Next, CART, the statistical algorithm of classification trees as discussed above, is used as a predictive model for web break sensitivity. CART classifies the status of the paper-making operation as “Break” and “Non-Break” depending on the value of the principal components and their extracted features. CART is an inductive reasoning tool that infers unknown classification rules from the break sensitivity data. This inference process generally involves receiving a set of inputs, such as the break sensitivity data. The inductive reasoning tool then attempts to derive a set of rules or a classification tree that relate the inputs to a target output, such as the, web break status. This approach generates a static partition of the feature space by defining regions with a high probability of break (status=Break) separate from regions with low probability of break (status=Non-Break). Thus, this method provides a coarse indicator of an impending web break. For example, FIG. 19 shows the output of the CART analysis of web breakage prediction, or the predictive model 183, for the preferred embodiment.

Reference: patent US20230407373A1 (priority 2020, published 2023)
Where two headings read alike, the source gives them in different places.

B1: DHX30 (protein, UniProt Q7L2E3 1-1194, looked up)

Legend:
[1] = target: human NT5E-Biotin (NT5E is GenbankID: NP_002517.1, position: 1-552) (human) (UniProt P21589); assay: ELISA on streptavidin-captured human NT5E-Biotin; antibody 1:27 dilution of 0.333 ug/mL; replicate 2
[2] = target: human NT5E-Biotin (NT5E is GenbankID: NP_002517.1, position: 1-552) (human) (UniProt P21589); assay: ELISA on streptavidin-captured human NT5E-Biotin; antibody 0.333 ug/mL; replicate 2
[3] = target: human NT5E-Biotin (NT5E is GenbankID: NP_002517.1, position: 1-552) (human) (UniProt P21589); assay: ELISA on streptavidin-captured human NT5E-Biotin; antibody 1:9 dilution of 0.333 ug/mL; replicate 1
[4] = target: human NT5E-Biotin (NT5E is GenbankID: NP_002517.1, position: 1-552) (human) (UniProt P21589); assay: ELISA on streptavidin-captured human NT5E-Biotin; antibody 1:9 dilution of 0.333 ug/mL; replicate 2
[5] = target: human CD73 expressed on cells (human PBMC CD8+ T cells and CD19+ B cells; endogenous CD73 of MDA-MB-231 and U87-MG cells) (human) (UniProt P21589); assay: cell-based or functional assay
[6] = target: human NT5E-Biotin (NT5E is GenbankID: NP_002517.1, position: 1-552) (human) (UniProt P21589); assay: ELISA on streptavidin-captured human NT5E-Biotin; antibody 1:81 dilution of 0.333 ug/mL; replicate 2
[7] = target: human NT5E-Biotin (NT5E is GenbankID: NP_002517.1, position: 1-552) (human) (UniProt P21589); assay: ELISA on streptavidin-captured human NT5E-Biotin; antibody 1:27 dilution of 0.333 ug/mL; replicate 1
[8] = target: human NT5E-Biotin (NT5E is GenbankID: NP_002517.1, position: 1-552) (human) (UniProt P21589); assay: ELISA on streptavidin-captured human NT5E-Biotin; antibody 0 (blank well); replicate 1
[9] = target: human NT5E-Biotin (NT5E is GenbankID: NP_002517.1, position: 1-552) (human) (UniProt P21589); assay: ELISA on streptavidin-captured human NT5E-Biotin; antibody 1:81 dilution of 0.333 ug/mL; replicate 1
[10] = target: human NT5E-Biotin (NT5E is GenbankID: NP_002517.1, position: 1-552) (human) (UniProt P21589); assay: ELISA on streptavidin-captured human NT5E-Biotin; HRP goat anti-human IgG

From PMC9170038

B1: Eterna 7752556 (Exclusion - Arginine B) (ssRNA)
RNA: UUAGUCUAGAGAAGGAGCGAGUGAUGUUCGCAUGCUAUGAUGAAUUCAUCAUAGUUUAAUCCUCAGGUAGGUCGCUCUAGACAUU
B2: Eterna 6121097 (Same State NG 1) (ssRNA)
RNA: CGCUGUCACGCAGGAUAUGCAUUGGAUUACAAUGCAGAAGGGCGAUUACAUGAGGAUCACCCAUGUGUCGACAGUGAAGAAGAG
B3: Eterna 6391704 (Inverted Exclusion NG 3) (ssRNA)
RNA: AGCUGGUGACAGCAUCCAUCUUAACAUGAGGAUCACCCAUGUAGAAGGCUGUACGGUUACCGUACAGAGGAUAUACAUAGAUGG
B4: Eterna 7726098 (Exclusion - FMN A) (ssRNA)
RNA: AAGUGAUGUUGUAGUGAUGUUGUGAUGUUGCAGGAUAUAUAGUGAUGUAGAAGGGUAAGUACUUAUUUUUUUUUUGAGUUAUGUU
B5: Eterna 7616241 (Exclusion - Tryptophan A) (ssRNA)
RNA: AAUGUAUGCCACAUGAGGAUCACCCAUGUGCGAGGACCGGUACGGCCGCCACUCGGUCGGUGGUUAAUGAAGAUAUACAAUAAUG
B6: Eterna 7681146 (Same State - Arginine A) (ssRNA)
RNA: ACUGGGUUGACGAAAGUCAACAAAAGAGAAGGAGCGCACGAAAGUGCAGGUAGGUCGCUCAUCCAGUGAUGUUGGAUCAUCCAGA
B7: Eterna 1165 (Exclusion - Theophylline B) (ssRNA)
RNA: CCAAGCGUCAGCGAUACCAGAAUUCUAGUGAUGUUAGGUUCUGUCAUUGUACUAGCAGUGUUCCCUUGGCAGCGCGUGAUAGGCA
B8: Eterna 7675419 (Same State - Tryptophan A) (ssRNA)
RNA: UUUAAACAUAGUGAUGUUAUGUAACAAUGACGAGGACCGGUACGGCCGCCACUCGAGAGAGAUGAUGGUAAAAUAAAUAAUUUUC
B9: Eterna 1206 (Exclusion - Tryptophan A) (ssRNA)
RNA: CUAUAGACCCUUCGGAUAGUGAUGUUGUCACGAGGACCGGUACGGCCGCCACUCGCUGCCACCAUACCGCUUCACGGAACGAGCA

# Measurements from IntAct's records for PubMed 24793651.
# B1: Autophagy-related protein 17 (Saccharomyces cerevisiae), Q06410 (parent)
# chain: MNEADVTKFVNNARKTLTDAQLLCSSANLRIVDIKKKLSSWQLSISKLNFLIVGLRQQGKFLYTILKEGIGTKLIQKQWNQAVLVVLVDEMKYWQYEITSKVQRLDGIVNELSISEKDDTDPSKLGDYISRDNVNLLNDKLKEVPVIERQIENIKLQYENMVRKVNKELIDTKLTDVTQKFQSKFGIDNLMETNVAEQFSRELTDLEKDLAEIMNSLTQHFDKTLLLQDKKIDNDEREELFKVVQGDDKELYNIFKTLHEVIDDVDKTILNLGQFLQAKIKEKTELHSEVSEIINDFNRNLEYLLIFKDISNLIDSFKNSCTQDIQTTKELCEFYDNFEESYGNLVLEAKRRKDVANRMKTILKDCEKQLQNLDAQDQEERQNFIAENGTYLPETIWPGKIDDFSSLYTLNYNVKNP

The labels in FIG. 19 are defined in Table 3.
Label definitions in FIG. 19.
Difference from steady state in principal one
Difference from steady state in principal three
First derivative in principal one
A set of decision rules for diagnostics, such as root cause analysis (at 60, FIG. 4), can be generated from the output of CART. An example of some of the rules that are derived from the CART are listed below. This list is illustrative of some of the possible rules that may be derived in this invention and is not exhaustive of all of the possible set of rules that can be generated. For instance, one rule is: